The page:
Electrochemical batteries and fuel cells are considered as high energy density devices with typical gravimetric energy densities in the range of 100–200 Wh kg−1 and 600–1200 Wh kg−1 respectively, whereas current ECs have significantly lower energy densities with typical values typically between 0.05–30 Wh kg−1 [1]. However, ECs are considered as high-power density devices with very short charge/discharge times (of the order of seconds) which is difficult to achieve by other electrochemical energy storage and conversion devices. Figure 2 shows a comparison of specific energy, specific power and their delivery timescale for different energy storage and conversion devices. At present, none of these devices has the capability to meet the wide spectrum of requirements demanded by the diverse range of renewable energy sources such as wind, tidal and solar. However, they can respond to a broad rang requirements such as fast charge/discharge, peak power demands and high energy storage needs over a longer period of time when used in a combination of two or more.

Figure 2. Energy density, power density and delivery timescale for different energy storage and conversion devices [2].

2. Comparison of Different Electrochemical Energy Storage and Conversion Systems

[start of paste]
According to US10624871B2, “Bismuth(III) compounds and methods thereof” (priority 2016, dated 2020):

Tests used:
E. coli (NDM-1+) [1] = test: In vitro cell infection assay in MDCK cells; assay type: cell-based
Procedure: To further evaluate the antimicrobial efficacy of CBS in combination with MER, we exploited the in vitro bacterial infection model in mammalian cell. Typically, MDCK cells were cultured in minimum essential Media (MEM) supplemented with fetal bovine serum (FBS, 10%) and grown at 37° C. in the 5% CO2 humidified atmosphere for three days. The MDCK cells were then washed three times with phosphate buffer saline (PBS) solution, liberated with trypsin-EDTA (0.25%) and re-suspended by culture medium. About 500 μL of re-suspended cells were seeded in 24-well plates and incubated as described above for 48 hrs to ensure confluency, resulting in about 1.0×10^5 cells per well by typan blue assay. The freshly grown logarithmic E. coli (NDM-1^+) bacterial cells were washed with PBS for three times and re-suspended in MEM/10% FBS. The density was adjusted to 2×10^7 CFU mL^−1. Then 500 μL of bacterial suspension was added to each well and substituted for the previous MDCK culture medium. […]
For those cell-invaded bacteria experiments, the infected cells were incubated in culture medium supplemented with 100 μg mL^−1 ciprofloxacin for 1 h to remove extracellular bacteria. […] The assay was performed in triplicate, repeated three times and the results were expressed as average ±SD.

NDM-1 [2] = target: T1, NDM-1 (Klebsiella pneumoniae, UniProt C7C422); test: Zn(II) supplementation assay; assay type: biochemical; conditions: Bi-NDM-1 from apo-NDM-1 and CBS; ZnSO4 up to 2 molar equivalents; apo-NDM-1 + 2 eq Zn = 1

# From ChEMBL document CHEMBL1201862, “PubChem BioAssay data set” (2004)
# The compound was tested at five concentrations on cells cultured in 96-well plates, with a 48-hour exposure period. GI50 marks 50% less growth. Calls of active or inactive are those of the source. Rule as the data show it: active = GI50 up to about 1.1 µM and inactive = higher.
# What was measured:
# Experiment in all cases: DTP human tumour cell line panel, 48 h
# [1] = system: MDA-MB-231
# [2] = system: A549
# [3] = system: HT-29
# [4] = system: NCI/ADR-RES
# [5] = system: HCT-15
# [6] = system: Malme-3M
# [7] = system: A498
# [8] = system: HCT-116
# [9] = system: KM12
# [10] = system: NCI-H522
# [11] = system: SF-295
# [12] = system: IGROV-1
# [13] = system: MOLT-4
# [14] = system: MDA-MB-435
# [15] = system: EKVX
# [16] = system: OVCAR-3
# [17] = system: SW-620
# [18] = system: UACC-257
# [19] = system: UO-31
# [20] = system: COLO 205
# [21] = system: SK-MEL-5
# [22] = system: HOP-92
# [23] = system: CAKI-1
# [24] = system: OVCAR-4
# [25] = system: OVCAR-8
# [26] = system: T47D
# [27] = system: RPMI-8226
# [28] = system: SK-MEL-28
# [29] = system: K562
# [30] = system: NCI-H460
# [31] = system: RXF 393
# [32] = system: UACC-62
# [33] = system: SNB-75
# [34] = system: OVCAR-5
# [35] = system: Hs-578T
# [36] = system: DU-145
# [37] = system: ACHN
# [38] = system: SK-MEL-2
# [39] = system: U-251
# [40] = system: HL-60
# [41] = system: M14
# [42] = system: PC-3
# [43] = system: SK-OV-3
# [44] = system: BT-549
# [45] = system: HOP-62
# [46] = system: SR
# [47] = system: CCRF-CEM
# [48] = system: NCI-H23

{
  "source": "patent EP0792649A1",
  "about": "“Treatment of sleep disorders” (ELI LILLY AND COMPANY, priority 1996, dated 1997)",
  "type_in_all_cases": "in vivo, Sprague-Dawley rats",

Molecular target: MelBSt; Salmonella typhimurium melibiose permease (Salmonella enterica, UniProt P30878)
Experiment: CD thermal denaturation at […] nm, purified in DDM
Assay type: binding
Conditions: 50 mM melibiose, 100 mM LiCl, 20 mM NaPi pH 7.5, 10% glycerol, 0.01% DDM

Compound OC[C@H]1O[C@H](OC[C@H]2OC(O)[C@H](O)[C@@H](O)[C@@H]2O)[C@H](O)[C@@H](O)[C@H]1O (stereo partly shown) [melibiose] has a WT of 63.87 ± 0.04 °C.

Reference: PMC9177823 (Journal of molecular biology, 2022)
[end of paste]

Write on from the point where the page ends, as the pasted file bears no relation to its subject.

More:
Energy storage/conversion devices perform two important tasks through time shifting bulk energy from renewables production to time of energy demand (supplied by batteries + fuel cells) and by production of clean, stable power and frequency, avoiding voltage spikes whish are important for digital economy by supercapacitors and high power batteries. Table 1 compares a number of fundamental characteristics of different electrochemical energy storage and conversion devices, such as electrochemical capacitors, batteries and fuel cells. It can be seen that electrochemical batteries and fuel cells are high energy density devices with typical gravimetric energy densities in the range of 75–200 Wh kg-1 and 800–1000 Wh kg-1 respectively. Conversely, electrochemical capacitors possess much lower energy densities, ranging from 10–230 Wh kg−1, particularly in commercialised electric double layer capacitors where energy densities are in the range of 5–10 Wh kg−1. Nevertheless, for high power density applications (i.e., power fluctuations, load shifting and short-term storage requiring fast charge/discharge). Furthermore, ECs are beneficial in applications requiring long cycle life and high efficiencies including backup power, safety and low maintenance applications such as uninterruptible power supplies (UPS) which results in improvements in power quality. However, the higher level of self-discharge in electrochemical capacitors when compared with other electrochemical devices is one of the major drawbacks which restricts their wider applications. On the contrary, electrochemical batteries and fuel cells are predominantly useful power sources for high energy density applications where the delivery is needed over longer period of time. Electrochemical batteries are more desirable in transportation and portable electronics applications since the technology is fully grown compared to FCs and ECs whereas other applications such as micro-grids, medical and power source for remote military installations where high power delivery is required over a sustained period with long cycle life is very vital makes FCs more desirable choice. Other benefits using fuel cells is the use of secondary heat generated during their operations in applications such for combined heat and power (CHP) when driving micro gas turbines. Even though FCs are extremely useful power devices, they are still in testing phase and require R&D efforts to bring them in line with electrochemical batteries commercially. Electrochemical batteries are more useful and still maintain the highest market share in applications such as portable electronics, electric and hybrid electric vehicles due to scalability and the maturity of the technology [3][4][5][6].